In our previous post, our blog discussed how the Nebraska Supreme Court recently issued a decision concerning a Minnesota man found to be responsible for child support payments despite a DNA test definitively proving that he was not the child’s biological father.
In today’s post, we’ll continue to explore this fascinating case.
After the results of the genetic testing revealed that Brian F. was not B.M.’s father, the referee handling the matter indicated that he would be recommending that the request to terminate the existing child support obligations be granted.
“You’re not the dad, so to hold you responsible in the future is unconscionable,” said the referee at the June 2012 hearing. “So that’s what I’m going to recommend.”
The matter eventually came before a district court judge in October 2012, who agreed with the decision reached by the referee. To that end, he ordered child support terminated as of May 31, 2012 — the date on which the genetic test was administered — and vacated the previous paternity finding.
State officials disagreed with the outcome and ultimately appealed the matter to the Nebraska Supreme Court.
In a very interesting turn of events, the court ruled 5-2 to reverse the district court judge, setting aside the decision on the grounds that he had impermissibly altered the scope of the proceedings.
Specifically, the court held that the judge had transformed what was supposed to be an action seeking to modify child support into a paternity action.
“And because [Brian F.] was still legally the father under the paternity decree, the district court further erred when it terminated child support based solely on the finding that Brian was not the biological father of the child,” reads the opinion.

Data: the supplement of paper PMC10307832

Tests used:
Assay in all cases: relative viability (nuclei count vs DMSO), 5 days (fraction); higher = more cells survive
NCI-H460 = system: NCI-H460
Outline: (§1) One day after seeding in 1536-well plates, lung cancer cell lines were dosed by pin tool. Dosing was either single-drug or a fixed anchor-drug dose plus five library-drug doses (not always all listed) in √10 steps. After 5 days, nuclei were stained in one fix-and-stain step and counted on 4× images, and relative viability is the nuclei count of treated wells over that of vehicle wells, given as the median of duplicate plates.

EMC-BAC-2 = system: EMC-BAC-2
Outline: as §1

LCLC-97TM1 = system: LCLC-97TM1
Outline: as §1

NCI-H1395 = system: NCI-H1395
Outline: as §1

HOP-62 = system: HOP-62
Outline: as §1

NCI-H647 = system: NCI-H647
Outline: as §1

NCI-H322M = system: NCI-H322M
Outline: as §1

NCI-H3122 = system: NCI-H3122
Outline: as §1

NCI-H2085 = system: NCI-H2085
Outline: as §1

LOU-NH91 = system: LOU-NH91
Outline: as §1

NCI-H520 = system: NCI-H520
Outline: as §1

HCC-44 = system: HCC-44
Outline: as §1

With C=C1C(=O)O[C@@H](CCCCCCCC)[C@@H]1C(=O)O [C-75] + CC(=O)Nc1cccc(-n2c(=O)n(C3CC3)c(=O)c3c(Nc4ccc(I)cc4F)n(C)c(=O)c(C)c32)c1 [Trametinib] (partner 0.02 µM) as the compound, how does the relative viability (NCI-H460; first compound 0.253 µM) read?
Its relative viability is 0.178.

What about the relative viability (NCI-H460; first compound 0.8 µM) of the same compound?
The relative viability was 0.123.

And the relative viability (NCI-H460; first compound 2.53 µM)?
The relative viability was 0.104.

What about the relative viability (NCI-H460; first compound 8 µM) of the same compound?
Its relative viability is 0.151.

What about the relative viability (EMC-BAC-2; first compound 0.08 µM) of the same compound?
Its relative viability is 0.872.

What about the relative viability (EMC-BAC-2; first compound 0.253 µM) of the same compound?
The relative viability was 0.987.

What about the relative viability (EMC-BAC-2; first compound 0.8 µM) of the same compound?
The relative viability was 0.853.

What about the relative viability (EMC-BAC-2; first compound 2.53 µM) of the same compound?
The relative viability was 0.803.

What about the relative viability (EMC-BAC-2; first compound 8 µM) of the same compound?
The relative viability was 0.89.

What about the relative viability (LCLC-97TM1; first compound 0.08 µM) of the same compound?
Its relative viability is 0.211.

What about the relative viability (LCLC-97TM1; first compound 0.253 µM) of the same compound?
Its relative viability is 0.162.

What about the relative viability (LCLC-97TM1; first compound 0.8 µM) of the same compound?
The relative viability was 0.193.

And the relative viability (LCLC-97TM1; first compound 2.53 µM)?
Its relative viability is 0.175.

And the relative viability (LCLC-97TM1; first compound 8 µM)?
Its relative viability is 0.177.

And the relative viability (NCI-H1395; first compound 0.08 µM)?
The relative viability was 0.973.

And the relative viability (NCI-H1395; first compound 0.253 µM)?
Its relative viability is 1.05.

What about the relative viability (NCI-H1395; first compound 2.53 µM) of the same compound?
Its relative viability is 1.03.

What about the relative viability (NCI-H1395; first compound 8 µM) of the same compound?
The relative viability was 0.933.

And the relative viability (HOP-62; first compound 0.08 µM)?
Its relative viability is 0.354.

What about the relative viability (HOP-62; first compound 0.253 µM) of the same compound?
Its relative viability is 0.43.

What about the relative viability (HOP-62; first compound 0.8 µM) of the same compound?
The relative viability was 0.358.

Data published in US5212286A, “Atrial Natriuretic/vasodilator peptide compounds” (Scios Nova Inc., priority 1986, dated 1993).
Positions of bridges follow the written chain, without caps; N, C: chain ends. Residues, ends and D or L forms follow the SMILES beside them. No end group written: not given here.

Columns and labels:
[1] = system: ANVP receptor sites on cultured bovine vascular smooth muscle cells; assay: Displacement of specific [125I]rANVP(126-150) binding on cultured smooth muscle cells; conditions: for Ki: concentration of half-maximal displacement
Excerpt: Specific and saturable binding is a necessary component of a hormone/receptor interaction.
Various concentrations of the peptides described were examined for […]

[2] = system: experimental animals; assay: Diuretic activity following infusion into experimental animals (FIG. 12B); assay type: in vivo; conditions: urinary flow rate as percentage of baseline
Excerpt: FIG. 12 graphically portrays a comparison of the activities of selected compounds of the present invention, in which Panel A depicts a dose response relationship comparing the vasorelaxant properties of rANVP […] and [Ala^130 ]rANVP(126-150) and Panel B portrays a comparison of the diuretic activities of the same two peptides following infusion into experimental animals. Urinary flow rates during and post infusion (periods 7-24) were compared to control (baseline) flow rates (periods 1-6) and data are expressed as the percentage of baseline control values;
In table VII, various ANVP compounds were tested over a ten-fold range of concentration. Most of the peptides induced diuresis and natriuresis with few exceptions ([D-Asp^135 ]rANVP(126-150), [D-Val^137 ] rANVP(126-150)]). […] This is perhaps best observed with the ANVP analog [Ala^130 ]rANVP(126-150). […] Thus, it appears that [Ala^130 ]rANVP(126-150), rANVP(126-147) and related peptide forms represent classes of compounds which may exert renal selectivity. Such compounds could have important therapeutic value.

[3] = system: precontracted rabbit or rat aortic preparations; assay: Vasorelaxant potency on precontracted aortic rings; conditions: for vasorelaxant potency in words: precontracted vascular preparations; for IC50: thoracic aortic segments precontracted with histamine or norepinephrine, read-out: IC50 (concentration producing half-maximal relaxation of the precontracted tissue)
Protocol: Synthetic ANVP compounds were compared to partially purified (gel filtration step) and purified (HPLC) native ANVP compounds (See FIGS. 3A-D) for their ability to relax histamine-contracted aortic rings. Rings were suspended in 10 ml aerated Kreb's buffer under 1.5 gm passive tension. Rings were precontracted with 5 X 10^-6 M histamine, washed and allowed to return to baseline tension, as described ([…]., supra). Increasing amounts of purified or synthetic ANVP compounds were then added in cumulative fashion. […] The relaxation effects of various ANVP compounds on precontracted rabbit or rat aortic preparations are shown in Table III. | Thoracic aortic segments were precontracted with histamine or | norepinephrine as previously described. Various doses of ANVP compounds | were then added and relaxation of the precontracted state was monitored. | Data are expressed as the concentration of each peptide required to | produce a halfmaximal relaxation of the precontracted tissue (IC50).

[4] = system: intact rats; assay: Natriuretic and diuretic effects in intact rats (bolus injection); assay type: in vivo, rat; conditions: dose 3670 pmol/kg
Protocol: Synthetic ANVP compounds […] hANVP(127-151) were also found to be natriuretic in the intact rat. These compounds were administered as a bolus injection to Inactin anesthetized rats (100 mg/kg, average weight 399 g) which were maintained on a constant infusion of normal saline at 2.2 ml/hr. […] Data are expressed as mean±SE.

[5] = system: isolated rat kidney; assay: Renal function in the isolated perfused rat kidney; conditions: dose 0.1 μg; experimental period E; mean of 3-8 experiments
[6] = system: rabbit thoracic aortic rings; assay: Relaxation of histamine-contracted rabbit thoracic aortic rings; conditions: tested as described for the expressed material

The court also noted that while many fathers argue that child support obligations should be terminated based on the results of a genetic test that excludes them as the father, there is nothing in the state’s statutes, child support guidelines, or existing case law saying that this is sufficient to merit the modification or termination of child support obligations.
The court remanded the case back to the district court to address the child support modification request and indicated that Brain F. could attempt to have the paternity finding vacated here.
If you are considering a divorce and would like to learn more about child support obligations, or would like to learn more about your options concerning modification or enforcement of a support order, consider speaking with an experienced legal professional.